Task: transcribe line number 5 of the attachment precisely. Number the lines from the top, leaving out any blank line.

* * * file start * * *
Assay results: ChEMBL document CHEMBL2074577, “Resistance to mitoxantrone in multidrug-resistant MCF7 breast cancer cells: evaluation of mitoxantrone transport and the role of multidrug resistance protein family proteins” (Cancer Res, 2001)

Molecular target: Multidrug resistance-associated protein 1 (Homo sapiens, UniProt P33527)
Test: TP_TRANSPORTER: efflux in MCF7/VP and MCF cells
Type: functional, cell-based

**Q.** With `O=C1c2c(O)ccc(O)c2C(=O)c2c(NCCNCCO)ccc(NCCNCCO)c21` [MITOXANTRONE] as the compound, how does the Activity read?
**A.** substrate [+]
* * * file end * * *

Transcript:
**Q.** With `O=C1c2c(O)ccc(O)c2C(=O)c2c(NCCNCCO)ccc(NCCNCCO)c21` [MITOXANTRONE] as the compound, how does the Activity read?